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Global Market Report - 17 January

Lex Hall  |  17 Jan 2019Text size  Decrease  Increase  |  
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Australia

The Australian share market is expected to open slightly higher after US stocks rose following British Prime Minister Theresa May's defeat of a no-confidence vote in parliament.

The SPI200 futures contract was up nine points, or 0.16 per cent, 5790 at 8am Sydney time on Thursday, indicating the benchmark ASX/200 will be higher at the open.

Yesterday, the ASX largely avoided fresh Brexit vote drama to close the day higher, though mining shares weighed on the local market. The benchmark S&P/ASX200 index was up 20.6 points, or 0.35 per cent, to 5835.2 at 4.15pm on Wednesday, with the gains for the financial sector offset by falls in the large mining stocks.

Wall Street, closed higher, with the S&P 500 supported by sharply higher US bank shares after some strong company earnings reports.

Sentiment was also supported by the UK government's defeat of the no-confidence motion launched by the Labour opposition following the previous day's failure to pass Brexit deal legislation put forward by the British prime minister.

The Dow Jones Index was 0.59 per cent higher, the broader S&P 500 index is up 0.22 per cent, and the tech-heavy Nasdaq gained 0.15 per cent.
The Aussie dollar is lower, buying 71.74 US cents from 71.98 US cents on Wednesday.

ASIA

Asian shares had responded well to China's central bank injecting a record amount of money into the country's financial system to help stabilise the slowing economy.

Markets finished mixed as of the most recent closing prices. The Hang Seng gained 0.27 per cent, while Japan's Nikkei 225 was off 0.55 per cent. Shares in China were unchanged with the Shanghai Composite at 2570.42.

China's biggest maker of chips for light-emitting diodes Sanan Optoelectronics fell by 10 per cent amid doubts over its accounting practices.

China pumped in roughly $83 billion into the financial system, the biggest one-day addition on record, to ensure there's liquidity during the peak season for tax payments.

In Hong Kong however, bank deposits are at a record high. After the looming vacancy tax played a part in driving prices down almost 9 per cent from their August high, a high savings rate should prevent any collapse in the housing markets.

EUROPE

European markets finished mixed as of the most recent closing prices. The CAC 40 gained 0.51 per cent and the DAX rose 0.36 per cent. The FTSE 100 lost 0.47 per cent.

The broader Euro STOXX 600 was up 0.3 per cent.

The euro was steady against the dollar at 1.1418. The single currency has lost nearly 1.5 per cent from a 12-week high hit on January 10.

Euro zone banks shares boosted European indexes, rising 2.4 per cent to their highest in over a month as investors bet that a disruptive no-deal Brexit was less likely after the parliamentary vote.

Deutsche Bank gained more than 8 per cent after regulators were said to favour a merger with a European lender.

NORTH AMERICA

Wall Street's major indexes have hit one-month highs as strong earnings from Bank of America Corp and Goldman Sachs boosted investor sentiment.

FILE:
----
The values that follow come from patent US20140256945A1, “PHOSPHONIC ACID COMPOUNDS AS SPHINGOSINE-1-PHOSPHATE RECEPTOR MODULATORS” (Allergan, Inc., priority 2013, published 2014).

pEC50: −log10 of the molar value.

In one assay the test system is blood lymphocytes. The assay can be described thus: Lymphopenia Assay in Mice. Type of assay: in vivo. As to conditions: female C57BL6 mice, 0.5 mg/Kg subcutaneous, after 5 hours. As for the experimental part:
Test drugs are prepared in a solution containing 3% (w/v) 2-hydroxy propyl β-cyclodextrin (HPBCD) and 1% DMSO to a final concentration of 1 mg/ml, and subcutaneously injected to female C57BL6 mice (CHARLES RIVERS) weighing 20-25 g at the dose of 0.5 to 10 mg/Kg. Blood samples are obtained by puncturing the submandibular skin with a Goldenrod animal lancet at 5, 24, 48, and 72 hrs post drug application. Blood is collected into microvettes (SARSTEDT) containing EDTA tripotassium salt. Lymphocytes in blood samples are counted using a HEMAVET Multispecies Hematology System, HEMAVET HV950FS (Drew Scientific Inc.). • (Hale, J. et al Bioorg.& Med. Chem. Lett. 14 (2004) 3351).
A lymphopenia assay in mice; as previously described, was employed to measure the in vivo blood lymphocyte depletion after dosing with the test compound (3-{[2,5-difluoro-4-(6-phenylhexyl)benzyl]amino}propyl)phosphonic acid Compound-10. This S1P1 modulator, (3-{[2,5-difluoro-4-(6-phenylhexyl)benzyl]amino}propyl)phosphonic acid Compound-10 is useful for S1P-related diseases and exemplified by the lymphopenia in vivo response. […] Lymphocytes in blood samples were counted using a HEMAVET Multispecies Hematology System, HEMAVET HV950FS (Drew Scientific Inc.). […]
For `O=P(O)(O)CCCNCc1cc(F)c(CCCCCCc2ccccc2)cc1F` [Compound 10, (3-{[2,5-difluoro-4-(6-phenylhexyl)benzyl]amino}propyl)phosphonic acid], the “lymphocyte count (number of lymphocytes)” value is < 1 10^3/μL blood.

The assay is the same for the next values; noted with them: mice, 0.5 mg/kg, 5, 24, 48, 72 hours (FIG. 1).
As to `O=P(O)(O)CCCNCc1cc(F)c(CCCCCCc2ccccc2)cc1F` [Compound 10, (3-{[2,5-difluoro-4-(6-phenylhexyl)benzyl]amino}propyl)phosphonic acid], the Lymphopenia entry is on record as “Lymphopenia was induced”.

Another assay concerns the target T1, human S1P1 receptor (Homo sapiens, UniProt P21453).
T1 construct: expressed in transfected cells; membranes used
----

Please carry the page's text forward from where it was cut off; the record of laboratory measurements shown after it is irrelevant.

Goldman Sachs shares surged 9.5 per cent, providing the greatest boost to the Dow, after the bank reported quarterly revenue and earnings that topped estimates. The shares registered their biggest daily percentage gain in nearly 10 years.

Bank of America shares jumped 7.2 per cent, leading the S&P 500 higher, after the bank reported a higher-than-expected quarterly profit on growth in its loan book. The shares posted their biggest one-day percentage gain in 6-1/2 years.

The two banks' results drove a 2.2 per cent gain in the S&P 500 financial index which was by far the biggest advancer among the S&P's major sectors. The S&P banking sub-sector climbed 2.7 per cent.

A strong start to the US earnings season, along with trade optimism and hopes of a slower pace in the Federal Reserve's interest-rate hikes, have helped S&P 500 recoup some of its losses from a recent rout.

The index is now 10.7 per cent away from its September 20 record close after having fallen as much as 19.8 per cent below that level.

With Wednesday's gains, the S&P 500 came within striking distance of its 50-day moving average, a key indicator of short-term trends, for the first time since December 4. The Nasdaq crossed its 50-day moving average on Tuesday for the first time since December 3.

The Dow Jones Industrial Average rose 141.57 points, or 0.59 per cent, to 24,207.16, the S&P 500 gained 5.8 points, or 0.22 per cent, to 2,616.1 and the Nasdaq Composite added 10.86 points, or 0.15 per cent, to 7,034.69.

Stocks slightly pared gains in the last half-hour of trading after the Wall Street Journal reported federal prosecutors were investigating Huawei Technologies, the world's largest telecommunications equipment maker, for allegedly stealing trade secrets from US businesses.

Among other stocks, United Continental Holdings shares rose 6.4 per cent after the airline posted a quarterly profit that beat expectations.

Shares of First Data Corp soared 21.1 per cent after Fiserv said it had agreed to buy the payment processor for $US22 billion in the biggest-ever deal within the digital payments industry. Fiserv's shares fell 3.3 per cent.

is content editor for Morningstar Australia

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